Tech had a bubble that it has not recovered from, but it did do better than the S&P 500 in the post bubble bull. If the thing unwound with the banks is a bubble (for now I believe that is the wrong word) then it is possible or even likely that the recovery will deliver subpar returns. If tech and financials do in fact deliver below normal bull market results when the next bull starts then investors will have a problem.

This is where themes or “new” sectors can come into play. I have written about a few of these things like farm land, airports and hydro funds. The thing I always say is that no matter what is going on in the US market our financial plans call for some number and we all have to give ourselves the best shot of getting that number.

The picture is from about 90 minutes before game time at Fenway when a nasty storm blew through. It is taken from the third base line right next to the entrance of the Pavilion restaurant looking through the stairs to the seats.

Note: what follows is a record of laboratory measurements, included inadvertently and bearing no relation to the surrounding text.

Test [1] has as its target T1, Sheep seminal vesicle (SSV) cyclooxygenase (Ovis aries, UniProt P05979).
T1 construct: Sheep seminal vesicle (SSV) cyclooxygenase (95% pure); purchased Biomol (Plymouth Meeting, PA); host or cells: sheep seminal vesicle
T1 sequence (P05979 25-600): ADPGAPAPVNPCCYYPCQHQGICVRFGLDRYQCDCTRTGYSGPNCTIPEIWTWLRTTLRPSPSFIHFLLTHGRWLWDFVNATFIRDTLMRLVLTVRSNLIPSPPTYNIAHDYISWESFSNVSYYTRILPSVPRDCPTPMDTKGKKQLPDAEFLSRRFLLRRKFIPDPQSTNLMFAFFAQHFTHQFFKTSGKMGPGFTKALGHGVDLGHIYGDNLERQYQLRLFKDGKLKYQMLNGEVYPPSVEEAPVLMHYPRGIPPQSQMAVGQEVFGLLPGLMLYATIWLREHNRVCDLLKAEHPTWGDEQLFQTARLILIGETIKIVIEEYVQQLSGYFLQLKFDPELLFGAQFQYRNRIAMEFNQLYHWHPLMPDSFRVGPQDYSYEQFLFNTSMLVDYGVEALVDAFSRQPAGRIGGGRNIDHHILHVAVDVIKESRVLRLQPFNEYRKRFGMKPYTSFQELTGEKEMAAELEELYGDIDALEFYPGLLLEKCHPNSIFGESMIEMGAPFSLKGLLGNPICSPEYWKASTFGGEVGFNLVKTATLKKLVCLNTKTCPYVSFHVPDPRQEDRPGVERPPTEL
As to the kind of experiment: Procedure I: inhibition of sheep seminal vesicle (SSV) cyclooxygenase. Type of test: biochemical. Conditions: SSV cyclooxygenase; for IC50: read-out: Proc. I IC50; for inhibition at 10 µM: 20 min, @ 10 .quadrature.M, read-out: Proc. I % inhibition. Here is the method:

13 Comments

  1. Wicked cool pic Roger!

    Reply
  2. Hey Roger. Last evening there was an article in our paper about a local company that makes film for solar panels, and they’re expanding rapidly. I’d never even heard of them (duh), and it got me to thinking about a different strategic focus for my portfolio.

    In this environment, does it make sense to invest more locally, digging out what I think AAII may refer to as shadow campanies, than to invest in larger, more widely followed companies or etfs? The idea is to add another layer of insulation from market volatility as the hot money sloshes around the darlings of the analysts.

    To carry on your baseball theme, I’d direct more of my portfolio to Double A players hitting 450 instead of overweighting the Bosox bigs. Maybe that’s what you were aiming for with your farming names, but since stats on those from say, the Dominican Republic are harder to come by, my players would hail from backyard USA instead.

    Thanks!

    Reply
  3. Linda, thank you. Joellyn said she was astonished by some of the pictures including that one–too bad I don’t have a modern camera, only five mega pixels.

    anon, not to be a wise guy but it only makes sense if the companies around you are any good. it is not clear to me that living near a public company ensures any more knowledge. it might but it’s just not clear to me that that should be the case.